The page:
A sonar reading recently revealed a previously unseen trench at the bottom of Loch Ness. Located about nine miles east of Inverness, it looks just large enough for Nessie to hide in. Or more plausibly, it’s yet another attempt by the locals to keep the myth alive—and the tourists flocking to the lake.
In the world of computer graphics, anything seems possible these days. It is possible, for instance, to make Barack Obama’s face deliver a George W. Bush speech. Or you could make Hillary Clinton do it. Or James Bond, if you want!
Scientists developed pretty good 3D-imaging technology a while ago. They’ve also developed cheap 3D-imaging technology. Good and cheap has always been tough, but researchers at MIT have made a breakthrough using old fashioned polarization. The quality isn’t just good either–it’s great.
Every so often, earthquakes remind us that the solid ground beneath our feet can tremble and shake like rock jello. But there's an upside to all this shaking: Seismic waves are how we peer deep inside the Earth to map what's under the crust.
Imagine if we could track every single cell in an organism as it develops. The sheer volume of information about how life forms and works would be invaluable for scientific research. The only problem is the startling amount to computational power it would take to crunch that much data. At least, until now it was.
A cache of over 8,000 life-sized warrior statues was discovered in the 1970s near China's ancient capital of Xi'an. Each terracotta figure has unique facial features, which has led to one of the ancient world's greatest mysteries. Who are these people? Are they modeled on an actual army?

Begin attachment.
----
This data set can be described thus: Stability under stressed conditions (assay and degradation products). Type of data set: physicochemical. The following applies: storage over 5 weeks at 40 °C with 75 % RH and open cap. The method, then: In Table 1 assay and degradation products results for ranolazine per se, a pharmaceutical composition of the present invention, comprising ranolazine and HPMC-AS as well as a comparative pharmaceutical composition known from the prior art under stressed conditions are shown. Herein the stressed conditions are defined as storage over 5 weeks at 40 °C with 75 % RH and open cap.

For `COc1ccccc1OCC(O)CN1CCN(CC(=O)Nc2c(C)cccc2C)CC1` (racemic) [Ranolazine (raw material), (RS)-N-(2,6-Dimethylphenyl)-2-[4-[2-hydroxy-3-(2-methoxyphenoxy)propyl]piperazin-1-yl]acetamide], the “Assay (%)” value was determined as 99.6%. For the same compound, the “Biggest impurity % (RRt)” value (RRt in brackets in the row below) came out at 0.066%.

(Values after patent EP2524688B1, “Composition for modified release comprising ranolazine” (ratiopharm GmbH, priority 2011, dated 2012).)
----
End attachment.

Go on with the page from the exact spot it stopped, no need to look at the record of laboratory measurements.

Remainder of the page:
A spinal column with fused vertebrae. The bones of a woman with advanced syphilis. Skeletons deformed by rickets and leprosy. A fascinating online library of deformed bones from the Middle Ages goes live today—and while I didn't even realize such a thing existed, now I can't imagine living without it. God bless…
Researchers from MIT have developed a camera that can take pictures in almost total darkness. It works by mathematically reconstructing 3D images from single photons reflected from dimly lit objects. The achievement could result in stealthy spy cameras, or treat eyes that are easily damaged by excess light.
A team of Australian researchers recently climbed the Leaning Tower of Pisa with a 3D scanner and came back with the most detailed map of the building ever. At first you might think that the beautiful results were meant for a museum, but this detailed scan will help scientists protect it from ruin.
Imagine taking a picture, without a camera. If that sound ridiculous, it's because it is—but it's also exactly what a team of researchers from the University of Glasgow, UK, have been doing.
For the first time, scientists have taken 3D images of a caterpillar undergoing metamorphosis. And they are amazing.
The first sonar images of the Titanic have been mapped and the ship's debris field is much larger than scientists anticipated. Here's what the dots in the sonar image is actually showing.
Drakozoon was a blob-like creature that lived in the oceans during the Silurian Period, some 425 million years ago. It was known from only a single fossil - until researchers sliced and diced their specimen to create this 3D model.
A new camera chip design from scientists at Stanford University has opened up the possibility of 3D photos. The chip has stacked 16 x 16 pixel arrays and a host of micro-lenses, much like a fly's eye, enabling the whole chip to "see" in three dimensions, unlike a normal 2D pixel array digital camera sensor. Here's how…
Video game tech could literally save your brain. Currently, when your neurologist needs to make a snap judgment about brain surgery, a 3-D brain image like the one above might not be ready for hours — far too long in an emergency. But now the Mayo Clinic is teaming up with IBM to develop ways to create a 3-D image…